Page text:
Your description of this indesign program sounds like a completely borked program - why do you use it. Maybe you should report simply bugs to the developers and forget about it until it provides meaningful outputs?

The PR (note: not a recommendation yet!) for the CSS 3 module values and units notes about vw, vh, vmin, vmax:
'The viewport-percentage lengths
are relative to the size of the initial containing block. When the height or width of the initial containing block is changed, they are scaled accordingly.'
Therefore if a viewer interprets already vh or vw and do not scale, if the viewport changes, this is a bug of the viewer.

This meta element with name viewport mentioned in EPUB seems to be derived from apple, it seems to assume px units, but the precise definition referenced in EPUB seems not to exist anymore. I think there is a better draft now from W3C:
(It is an early working draft, not mentioned to be available in EPUB yet.)

What I found about the meta element with name viewport
contains no precise definition, this seems to be only an intitial proposal, maybe already outdated due to the CSS draft.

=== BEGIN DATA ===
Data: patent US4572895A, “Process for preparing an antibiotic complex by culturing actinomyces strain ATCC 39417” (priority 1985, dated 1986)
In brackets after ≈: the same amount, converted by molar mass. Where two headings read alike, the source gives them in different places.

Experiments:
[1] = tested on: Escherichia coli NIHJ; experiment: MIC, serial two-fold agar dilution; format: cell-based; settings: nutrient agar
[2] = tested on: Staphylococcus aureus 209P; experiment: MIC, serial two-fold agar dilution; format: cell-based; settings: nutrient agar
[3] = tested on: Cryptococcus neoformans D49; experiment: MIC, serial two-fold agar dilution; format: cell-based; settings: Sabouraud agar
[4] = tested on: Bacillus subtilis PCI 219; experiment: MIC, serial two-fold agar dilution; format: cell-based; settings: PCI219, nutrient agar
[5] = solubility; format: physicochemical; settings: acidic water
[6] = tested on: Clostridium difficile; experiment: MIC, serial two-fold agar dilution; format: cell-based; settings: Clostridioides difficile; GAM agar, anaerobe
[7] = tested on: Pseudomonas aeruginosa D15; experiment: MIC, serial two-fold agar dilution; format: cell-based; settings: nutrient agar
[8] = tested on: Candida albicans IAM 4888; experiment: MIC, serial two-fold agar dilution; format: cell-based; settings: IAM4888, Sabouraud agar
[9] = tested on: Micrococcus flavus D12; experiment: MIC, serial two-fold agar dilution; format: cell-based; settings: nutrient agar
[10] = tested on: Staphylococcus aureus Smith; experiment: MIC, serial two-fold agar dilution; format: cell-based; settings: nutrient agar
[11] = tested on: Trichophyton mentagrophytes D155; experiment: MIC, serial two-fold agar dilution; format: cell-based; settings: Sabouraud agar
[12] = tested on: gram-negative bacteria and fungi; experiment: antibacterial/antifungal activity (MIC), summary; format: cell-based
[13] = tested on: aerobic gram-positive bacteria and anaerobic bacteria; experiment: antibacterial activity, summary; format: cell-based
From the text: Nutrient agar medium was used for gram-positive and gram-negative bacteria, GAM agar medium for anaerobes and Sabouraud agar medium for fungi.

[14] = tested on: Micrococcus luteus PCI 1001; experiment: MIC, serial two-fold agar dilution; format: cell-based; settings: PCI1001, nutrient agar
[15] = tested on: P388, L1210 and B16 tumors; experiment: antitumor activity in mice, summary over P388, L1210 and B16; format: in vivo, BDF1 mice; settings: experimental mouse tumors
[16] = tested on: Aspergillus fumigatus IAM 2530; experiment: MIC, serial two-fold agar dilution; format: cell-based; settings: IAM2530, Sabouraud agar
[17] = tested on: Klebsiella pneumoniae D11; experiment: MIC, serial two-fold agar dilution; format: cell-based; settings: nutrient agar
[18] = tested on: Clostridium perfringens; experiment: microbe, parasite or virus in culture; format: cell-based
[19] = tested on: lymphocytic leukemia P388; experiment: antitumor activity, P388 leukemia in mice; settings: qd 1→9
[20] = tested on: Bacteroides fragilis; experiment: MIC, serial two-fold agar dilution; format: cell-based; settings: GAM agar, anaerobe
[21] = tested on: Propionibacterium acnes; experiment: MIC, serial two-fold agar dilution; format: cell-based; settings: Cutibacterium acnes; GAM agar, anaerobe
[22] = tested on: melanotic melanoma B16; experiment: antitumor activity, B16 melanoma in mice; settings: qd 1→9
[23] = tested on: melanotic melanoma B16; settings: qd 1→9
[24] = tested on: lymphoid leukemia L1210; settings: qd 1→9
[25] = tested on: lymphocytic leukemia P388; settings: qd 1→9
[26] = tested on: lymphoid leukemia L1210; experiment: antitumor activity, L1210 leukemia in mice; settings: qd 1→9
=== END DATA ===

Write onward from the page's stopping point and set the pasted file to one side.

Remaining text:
Until this CSS draft becomes a recommendation, one might only use CSS to define the size of the elements html or body in appropriate units, if one really needs this.

Did you resize the viewing window in the jsFiddle? Both in versions 10, 11 and 22 or 17? If not, please resize them until you get overflow of the text.

I understand everything about they the epub3 specification is right now. But this post is about a changing and evolving standard. This post is a demonstration of how easy it is to get fixed layouts but with dynamic, resizing of texts. The application for this is that you could make one print book. That file becomes the standard file for all devices and the format in print stays the format in digital. The "book" becomes the eReader. The experience of reading a physical book (turning pages and having page numbers) is maintained and the design of the author is maintained across every eReader without having to create new fixed layouts for every type of device.

That is fantastic. And is definitely not what epub is right now. Epub needs to grow and change to match the demands of a growing industry both in versatility and application.